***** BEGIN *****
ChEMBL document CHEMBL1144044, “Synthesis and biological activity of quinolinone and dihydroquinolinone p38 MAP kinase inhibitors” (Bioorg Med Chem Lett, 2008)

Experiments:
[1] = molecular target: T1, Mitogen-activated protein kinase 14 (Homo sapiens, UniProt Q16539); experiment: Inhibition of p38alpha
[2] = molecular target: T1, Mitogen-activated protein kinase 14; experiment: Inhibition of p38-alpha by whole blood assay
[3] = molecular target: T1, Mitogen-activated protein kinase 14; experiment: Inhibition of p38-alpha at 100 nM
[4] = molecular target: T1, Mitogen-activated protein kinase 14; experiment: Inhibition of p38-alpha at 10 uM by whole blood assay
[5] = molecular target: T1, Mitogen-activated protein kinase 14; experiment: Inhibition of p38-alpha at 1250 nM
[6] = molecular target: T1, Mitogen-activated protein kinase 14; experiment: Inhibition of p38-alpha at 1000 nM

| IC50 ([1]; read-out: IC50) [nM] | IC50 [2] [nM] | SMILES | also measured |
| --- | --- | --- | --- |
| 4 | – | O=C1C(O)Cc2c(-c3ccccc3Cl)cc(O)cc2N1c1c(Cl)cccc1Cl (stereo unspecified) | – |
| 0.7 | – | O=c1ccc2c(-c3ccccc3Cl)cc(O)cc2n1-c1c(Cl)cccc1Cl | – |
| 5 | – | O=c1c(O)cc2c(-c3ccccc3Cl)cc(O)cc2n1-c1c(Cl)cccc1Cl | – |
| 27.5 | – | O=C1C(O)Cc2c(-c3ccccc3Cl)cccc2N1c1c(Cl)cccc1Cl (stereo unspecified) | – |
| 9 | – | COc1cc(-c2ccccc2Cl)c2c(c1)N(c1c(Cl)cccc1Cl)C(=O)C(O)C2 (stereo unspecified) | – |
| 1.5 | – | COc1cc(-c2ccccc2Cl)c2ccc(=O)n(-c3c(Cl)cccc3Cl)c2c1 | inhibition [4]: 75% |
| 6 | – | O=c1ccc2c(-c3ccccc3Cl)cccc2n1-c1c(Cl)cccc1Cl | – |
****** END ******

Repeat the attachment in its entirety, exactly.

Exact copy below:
ChEMBL document CHEMBL1144044, “Synthesis and biological activity of quinolinone and dihydroquinolinone p38 MAP kinase inhibitors” (Bioorg Med Chem Lett, 2008)

Experiments:
[1] = molecular target: T1, Mitogen-activated protein kinase 14 (Homo sapiens, UniProt Q16539); experiment: Inhibition of p38alpha
[2] = molecular target: T1, Mitogen-activated protein kinase 14; experiment: Inhibition of p38-alpha by whole blood assay
[3] = molecular target: T1, Mitogen-activated protein kinase 14; experiment: Inhibition of p38-alpha at 100 nM
[4] = molecular target: T1, Mitogen-activated protein kinase 14; experiment: Inhibition of p38-alpha at 10 uM by whole blood assay
[5] = molecular target: T1, Mitogen-activated protein kinase 14; experiment: Inhibition of p38-alpha at 1250 nM
[6] = molecular target: T1, Mitogen-activated protein kinase 14; experiment: Inhibition of p38-alpha at 1000 nM

| IC50 ([1]; read-out: IC50) [nM] | IC50 [2] [nM] | SMILES | also measured |
| --- | --- | --- | --- |
| 4 | – | O=C1C(O)Cc2c(-c3ccccc3Cl)cc(O)cc2N1c1c(Cl)cccc1Cl (stereo unspecified) | – |
| 0.7 | – | O=c1ccc2c(-c3ccccc3Cl)cc(O)cc2n1-c1c(Cl)cccc1Cl | – |
| 5 | – | O=c1c(O)cc2c(-c3ccccc3Cl)cc(O)cc2n1-c1c(Cl)cccc1Cl | – |
| 27.5 | – | O=C1C(O)Cc2c(-c3ccccc3Cl)cccc2N1c1c(Cl)cccc1Cl (stereo unspecified) | – |
| 9 | – | COc1cc(-c2ccccc2Cl)c2c(c1)N(c1c(Cl)cccc1Cl)C(=O)C(O)C2 (stereo unspecified) | – |
| 1.5 | – | COc1cc(-c2ccccc2Cl)c2ccc(=O)n(-c3c(Cl)cccc3Cl)c2c1 | inhibition [4]: 75% |
| 6 | – | O=c1ccc2c(-c3ccccc3Cl)cccc2n1-c1c(Cl)cccc1Cl | – |